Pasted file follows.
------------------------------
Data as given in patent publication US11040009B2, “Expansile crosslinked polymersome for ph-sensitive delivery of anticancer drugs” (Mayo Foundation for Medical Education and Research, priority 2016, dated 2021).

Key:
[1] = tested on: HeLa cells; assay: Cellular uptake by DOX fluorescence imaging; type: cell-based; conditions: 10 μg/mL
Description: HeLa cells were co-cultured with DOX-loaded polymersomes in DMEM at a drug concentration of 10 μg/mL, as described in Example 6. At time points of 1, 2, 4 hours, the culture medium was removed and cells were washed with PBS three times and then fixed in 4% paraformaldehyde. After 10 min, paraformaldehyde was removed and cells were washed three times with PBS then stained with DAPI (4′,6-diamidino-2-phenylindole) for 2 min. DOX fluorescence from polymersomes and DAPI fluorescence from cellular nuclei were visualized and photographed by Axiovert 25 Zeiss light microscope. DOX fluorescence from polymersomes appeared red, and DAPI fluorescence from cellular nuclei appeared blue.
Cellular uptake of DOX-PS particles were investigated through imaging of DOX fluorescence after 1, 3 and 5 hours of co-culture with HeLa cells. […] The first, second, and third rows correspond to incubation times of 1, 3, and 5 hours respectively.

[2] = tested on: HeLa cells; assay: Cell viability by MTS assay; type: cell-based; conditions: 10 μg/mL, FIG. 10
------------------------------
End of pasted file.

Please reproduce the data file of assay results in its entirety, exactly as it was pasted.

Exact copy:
Data as given in patent publication US11040009B2, “Expansile crosslinked polymersome for ph-sensitive delivery of anticancer drugs” (Mayo Foundation for Medical Education and Research, priority 2016, dated 2021).

Key:
[1] = tested on: HeLa cells; assay: Cellular uptake by DOX fluorescence imaging; type: cell-based; conditions: 10 μg/mL
Description: HeLa cells were co-cultured with DOX-loaded polymersomes in DMEM at a drug concentration of 10 μg/mL, as described in Example 6. At time points of 1, 2, 4 hours, the culture medium was removed and cells were washed with PBS three times and then fixed in 4% paraformaldehyde. After 10 min, paraformaldehyde was removed and cells were washed three times with PBS then stained with DAPI (4′,6-diamidino-2-phenylindole) for 2 min. DOX fluorescence from polymersomes and DAPI fluorescence from cellular nuclei were visualized and photographed by Axiovert 25 Zeiss light microscope. DOX fluorescence from polymersomes appeared red, and DAPI fluorescence from cellular nuclei appeared blue.
Cellular uptake of DOX-PS particles were investigated through imaging of DOX fluorescence after 1, 3 and 5 hours of co-culture with HeLa cells. […] The first, second, and third rows correspond to incubation times of 1, 3, and 5 hours respectively.

[2] = tested on: HeLa cells; assay: Cell viability by MTS assay; type: cell-based; conditions: 10 μg/mL, FIG. 10